The following is a valid argument:

1. Pittacus is a good man

2. Pittacus is a wise man

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3. Some wise man is a good man.

That this argument is valid I take to be a datum, a given, a non-negotiable point. The question is whether traditional formal logic (TFL) is equipped to account for the validity of this argument. As I have already shown, it is quite easy to explain the validity of arguments like the above in modern predicate logic (MPL). In MPL, the logical form of the above argument is

Wp

---

(Ex)(Wx & Gx).

In order to evaluate the argument within TFL, it must be put into syllogistic form, otherwise the rules of the syllogism cannot be applied to it. Thus,

Every Pittacus is a wise man

Some Pittacus is a good man

-----

Some wise man is a good man.

This has the form:

Every P is a W

Some P is a G

-----

Some W is a G.

It is easy to prove that this form is valid by using a Venn diagram (not to be confused with an Euler diagram), or by applying the syllogistic rules. You will notice that I have rigged the argument so that those who deny that universal propositions have existential import will be satisfied that it is valid. Note also that the Venn diagram test would not work if the argument were given the following form:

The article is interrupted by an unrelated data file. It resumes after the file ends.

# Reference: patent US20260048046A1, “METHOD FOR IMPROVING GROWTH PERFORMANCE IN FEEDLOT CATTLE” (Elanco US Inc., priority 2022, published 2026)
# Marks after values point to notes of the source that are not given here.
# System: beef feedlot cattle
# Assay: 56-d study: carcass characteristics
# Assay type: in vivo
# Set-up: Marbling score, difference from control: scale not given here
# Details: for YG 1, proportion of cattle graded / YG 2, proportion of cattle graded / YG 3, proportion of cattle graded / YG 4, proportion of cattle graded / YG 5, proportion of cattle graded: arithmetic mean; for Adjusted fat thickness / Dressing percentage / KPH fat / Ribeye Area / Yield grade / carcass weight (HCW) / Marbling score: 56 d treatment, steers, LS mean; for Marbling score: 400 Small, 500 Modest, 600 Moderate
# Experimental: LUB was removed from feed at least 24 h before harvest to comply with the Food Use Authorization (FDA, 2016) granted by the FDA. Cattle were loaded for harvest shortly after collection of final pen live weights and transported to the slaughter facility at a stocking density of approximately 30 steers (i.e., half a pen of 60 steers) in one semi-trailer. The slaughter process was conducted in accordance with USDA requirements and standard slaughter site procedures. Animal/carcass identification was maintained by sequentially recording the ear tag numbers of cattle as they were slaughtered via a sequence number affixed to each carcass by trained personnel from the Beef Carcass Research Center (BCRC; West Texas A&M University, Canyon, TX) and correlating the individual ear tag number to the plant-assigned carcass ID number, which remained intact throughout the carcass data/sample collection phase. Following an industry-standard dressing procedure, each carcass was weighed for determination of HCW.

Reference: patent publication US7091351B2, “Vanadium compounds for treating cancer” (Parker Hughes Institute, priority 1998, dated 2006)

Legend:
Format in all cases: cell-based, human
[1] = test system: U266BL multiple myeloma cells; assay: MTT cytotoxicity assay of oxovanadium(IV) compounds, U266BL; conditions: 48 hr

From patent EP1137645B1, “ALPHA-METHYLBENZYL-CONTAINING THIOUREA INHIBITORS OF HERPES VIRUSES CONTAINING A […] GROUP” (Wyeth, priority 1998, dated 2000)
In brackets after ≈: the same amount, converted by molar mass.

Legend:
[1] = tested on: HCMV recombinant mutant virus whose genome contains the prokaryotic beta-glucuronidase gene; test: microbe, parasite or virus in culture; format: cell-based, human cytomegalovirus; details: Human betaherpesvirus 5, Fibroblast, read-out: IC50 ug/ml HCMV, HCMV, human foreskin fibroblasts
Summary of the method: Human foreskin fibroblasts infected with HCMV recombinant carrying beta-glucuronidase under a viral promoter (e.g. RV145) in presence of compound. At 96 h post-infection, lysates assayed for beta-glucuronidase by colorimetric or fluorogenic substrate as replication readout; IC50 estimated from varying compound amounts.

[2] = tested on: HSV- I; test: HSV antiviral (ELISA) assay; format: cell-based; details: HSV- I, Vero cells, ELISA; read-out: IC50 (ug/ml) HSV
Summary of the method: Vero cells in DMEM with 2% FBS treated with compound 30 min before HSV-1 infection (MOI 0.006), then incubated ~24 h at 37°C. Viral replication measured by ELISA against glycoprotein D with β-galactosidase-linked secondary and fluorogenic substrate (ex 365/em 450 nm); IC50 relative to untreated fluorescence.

Every P is a W

Every P is a G

-----

Some W is a G.

You can verify for yourself that if you diagram the premises you will not thereby have diagrammed the conclusion.

But is it logically acceptable to attach a quantifier to a singular term? How could a proper name have a sign of logical quantity prefixed to it? 'Pittacus' denotes or names exactly one individual. 'Every Pittacus' denotes the very same individual. So we should expect 'Every Pittacus is wise' and 'Pittacus is wise' to exhibit the same logical behavior. But they behave differently under negation.

The negation of 'Pittacus is wise' is 'Pittacus is not wise.' So, given that 'Pittacus' and 'every Pittacus' denote the same individual, we should expect that the negation of 'Every Pittacus is wise' will be 'Every Pittacus is not wise.' But that is not the negation (contradictory) of 'Every Pittacus is wise'; it is its *contrary*. So 'Pittacus is wise' and 'Every Pittacus is wise' behave differently under negation, which shows that their logical form is different. My argument can be put as follows:

a. Genuinely singular sentences have contradictories but not contraries.

b. Sentences like 'Every Pittacus is wise' have both contradictories and contraries.

Therefore

c. Sentences like 'Every Pittacus is wise' are not genuinely singular.

d. 'Pittacus is wise' is genuinely singular.

Therefore

e. The TFL representation of singular sentences as quantified sentences does not capture their logical form, and this is an inadequacy of TFL, and a point in favor of MPL.

MPL 1, TFL 0.

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